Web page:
What makes anchor text such a high-risk signal? It’s very easily manipulated through clumsy use of exact match keywords. Often, exact match anchor feels unnatural and out of place within a piece of content. Instead, SEOs should use broad match, long-tail, or omit the target keyword entirely when building backlinks.
Brand mentions (expertise)
The rise of social media posed an interesting dilemma for Google. It didn’t want to weigh links from social media the way it weighed backlinks from websites. But, it also couldn’t ignore what it meant when tons of people were talking about a brand. So, they started tracking brand mentions.
In tandem with sentiment and tone, unlinked brand mentions tell Google a story about your brand’s expertise and popularity. These can also be thought of as trust signals.
HTTPS and SSL (trust)
Speaking of trust, it’s huge to Google. There are a number of factors that signal a site’s trustworthiness, but you can consider HTTPS the primary one. Not every site that uses HTTPS protocol has miraculously great SEO, but every site that doesn’t use it is weakening its SEO performance.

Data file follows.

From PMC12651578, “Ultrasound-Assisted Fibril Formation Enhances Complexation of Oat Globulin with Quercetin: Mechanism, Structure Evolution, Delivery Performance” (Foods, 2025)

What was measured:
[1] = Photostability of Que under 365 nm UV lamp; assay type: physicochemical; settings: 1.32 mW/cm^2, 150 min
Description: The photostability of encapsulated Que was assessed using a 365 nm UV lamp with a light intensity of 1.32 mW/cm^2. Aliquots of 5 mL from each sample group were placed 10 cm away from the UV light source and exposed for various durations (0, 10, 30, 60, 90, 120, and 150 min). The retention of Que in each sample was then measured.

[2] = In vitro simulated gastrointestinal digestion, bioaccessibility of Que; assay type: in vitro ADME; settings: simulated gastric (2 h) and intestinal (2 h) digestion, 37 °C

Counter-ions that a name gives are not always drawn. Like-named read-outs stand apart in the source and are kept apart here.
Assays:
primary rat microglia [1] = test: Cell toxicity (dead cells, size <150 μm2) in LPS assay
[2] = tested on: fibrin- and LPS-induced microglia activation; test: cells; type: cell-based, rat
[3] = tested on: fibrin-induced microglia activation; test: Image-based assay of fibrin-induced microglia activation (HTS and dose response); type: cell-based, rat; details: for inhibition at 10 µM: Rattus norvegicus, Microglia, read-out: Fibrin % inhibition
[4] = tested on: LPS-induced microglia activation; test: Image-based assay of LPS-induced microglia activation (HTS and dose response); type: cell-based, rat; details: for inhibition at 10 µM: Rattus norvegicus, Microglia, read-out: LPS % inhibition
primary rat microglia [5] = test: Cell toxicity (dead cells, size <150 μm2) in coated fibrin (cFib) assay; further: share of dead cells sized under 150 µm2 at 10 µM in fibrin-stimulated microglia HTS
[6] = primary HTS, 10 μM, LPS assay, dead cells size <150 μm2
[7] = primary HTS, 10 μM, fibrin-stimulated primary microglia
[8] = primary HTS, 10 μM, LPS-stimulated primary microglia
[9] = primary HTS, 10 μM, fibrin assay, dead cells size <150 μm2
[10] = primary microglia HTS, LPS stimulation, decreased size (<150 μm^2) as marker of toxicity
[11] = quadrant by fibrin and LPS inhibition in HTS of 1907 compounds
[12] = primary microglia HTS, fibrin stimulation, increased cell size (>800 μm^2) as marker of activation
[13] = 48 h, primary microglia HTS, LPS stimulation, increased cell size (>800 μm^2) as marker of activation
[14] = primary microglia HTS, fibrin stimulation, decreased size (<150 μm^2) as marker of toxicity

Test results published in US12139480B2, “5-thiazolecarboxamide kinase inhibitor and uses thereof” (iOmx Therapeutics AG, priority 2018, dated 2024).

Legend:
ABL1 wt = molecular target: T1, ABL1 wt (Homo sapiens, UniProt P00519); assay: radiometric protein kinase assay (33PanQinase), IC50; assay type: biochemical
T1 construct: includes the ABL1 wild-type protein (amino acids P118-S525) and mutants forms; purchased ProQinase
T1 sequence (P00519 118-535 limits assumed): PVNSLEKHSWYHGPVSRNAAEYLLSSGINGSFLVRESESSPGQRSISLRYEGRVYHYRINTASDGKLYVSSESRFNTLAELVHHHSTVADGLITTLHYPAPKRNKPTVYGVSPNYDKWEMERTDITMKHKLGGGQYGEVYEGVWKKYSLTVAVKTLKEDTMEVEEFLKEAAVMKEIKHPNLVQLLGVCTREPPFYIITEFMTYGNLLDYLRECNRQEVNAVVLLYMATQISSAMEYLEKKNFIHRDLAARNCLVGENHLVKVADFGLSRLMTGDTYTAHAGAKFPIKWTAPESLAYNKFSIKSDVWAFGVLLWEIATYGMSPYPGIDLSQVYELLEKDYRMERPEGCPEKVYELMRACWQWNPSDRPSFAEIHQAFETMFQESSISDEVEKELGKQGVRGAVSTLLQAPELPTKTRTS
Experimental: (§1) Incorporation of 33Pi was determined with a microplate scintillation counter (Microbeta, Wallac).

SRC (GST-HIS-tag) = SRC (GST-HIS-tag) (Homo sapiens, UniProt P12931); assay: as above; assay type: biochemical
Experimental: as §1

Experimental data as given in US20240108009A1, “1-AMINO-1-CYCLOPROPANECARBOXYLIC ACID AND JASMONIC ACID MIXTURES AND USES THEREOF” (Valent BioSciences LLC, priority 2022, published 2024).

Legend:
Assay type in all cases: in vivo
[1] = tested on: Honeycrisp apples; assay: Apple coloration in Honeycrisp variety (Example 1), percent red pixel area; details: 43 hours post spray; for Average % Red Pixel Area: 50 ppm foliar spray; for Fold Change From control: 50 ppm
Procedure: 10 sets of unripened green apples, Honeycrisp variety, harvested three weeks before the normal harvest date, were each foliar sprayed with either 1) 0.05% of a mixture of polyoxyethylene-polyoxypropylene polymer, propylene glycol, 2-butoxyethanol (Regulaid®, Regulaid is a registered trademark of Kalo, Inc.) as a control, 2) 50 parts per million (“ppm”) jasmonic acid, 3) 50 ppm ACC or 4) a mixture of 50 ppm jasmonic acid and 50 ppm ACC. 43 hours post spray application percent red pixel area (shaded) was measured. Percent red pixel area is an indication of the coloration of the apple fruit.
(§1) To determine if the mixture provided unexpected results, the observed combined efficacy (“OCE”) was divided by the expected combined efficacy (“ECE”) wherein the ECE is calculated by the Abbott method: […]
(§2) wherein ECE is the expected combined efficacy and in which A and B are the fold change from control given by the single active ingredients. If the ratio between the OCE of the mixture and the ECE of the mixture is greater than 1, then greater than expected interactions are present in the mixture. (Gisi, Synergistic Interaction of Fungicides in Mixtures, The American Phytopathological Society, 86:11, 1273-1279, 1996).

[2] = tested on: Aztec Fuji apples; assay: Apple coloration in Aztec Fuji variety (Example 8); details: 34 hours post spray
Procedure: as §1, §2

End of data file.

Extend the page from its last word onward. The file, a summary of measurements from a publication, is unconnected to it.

Optimized title tags and heading tags
Title tags are still weighted strongly enough to be considered one of the critical Google search ranking factors. While meta keywords have long fallen by the wayside and meta descriptions are written for click-through rate (CTR) rather than rankings, Google’s reliance on keyword-rich title tags remains strong. That’s because titles serve an important purpose: they accurately and succinctly summarize the entire contents of the page. As such, Google leans on them for a lightning-fast way to sort the page.
Although they aren’t quite as powerful as title tags, H1 tags are also a strong signal to Google about what your page is about. What’s more, they also tell users they’re on the right page after clicking through from the SERP.
Fast page speed
Usability factors are important to Google, and that creates a lot of noise. People hear this information and draw false conclusions about how the search engine determines usability, which creates a couple of the myths we’ll discuss later. The bottom line is, few things impact usability as dramatically as site speed does.
Nearly half of your users expect a page to load within 2 seconds. Therefore, it’s obvious that site speed is an important usability metric. Your site could have the best content quality in the world. But, if it doesn’t load then it won’t rank.